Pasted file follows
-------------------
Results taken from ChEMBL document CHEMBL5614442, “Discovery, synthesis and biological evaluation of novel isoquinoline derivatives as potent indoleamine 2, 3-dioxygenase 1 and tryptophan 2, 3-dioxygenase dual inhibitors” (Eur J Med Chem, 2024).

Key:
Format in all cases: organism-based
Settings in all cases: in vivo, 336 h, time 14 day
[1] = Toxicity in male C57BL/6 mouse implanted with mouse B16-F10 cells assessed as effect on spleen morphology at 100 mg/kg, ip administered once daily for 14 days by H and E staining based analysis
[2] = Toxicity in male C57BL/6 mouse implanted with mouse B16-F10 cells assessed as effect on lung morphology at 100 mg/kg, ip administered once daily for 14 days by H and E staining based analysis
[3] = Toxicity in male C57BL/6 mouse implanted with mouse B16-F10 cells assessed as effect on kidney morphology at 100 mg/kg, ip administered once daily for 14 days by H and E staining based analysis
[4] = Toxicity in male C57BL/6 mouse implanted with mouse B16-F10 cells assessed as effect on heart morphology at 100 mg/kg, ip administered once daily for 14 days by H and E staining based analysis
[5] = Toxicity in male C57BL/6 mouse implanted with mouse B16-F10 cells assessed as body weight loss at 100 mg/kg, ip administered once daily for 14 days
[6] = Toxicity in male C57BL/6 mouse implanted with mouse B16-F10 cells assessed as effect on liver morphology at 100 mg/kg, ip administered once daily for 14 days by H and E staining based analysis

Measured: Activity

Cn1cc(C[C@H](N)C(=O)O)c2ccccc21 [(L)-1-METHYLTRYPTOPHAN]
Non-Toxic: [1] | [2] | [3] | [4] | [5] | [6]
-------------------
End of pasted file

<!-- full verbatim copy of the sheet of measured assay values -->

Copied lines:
Results taken from ChEMBL document CHEMBL5614442, “Discovery, synthesis and biological evaluation of novel isoquinoline derivatives as potent indoleamine 2, 3-dioxygenase 1 and tryptophan 2, 3-dioxygenase dual inhibitors” (Eur J Med Chem, 2024).

Key:
Format in all cases: organism-based
Settings in all cases: in vivo, 336 h, time 14 day
[1] = Toxicity in male C57BL/6 mouse implanted with mouse B16-F10 cells assessed as effect on spleen morphology at 100 mg/kg, ip administered once daily for 14 days by H and E staining based analysis
[2] = Toxicity in male C57BL/6 mouse implanted with mouse B16-F10 cells assessed as effect on lung morphology at 100 mg/kg, ip administered once daily for 14 days by H and E staining based analysis
[3] = Toxicity in male C57BL/6 mouse implanted with mouse B16-F10 cells assessed as effect on kidney morphology at 100 mg/kg, ip administered once daily for 14 days by H and E staining based analysis
[4] = Toxicity in male C57BL/6 mouse implanted with mouse B16-F10 cells assessed as effect on heart morphology at 100 mg/kg, ip administered once daily for 14 days by H and E staining based analysis
[5] = Toxicity in male C57BL/6 mouse implanted with mouse B16-F10 cells assessed as body weight loss at 100 mg/kg, ip administered once daily for 14 days
[6] = Toxicity in male C57BL/6 mouse implanted with mouse B16-F10 cells assessed as effect on liver morphology at 100 mg/kg, ip administered once daily for 14 days by H and E staining based analysis

Measured: Activity

Cn1cc(C[C@H](N)C(=O)O)c2ccccc21 [(L)-1-METHYLTRYPTOPHAN]
Non-Toxic: [1] | [2] | [3] | [4] | [5] | [6]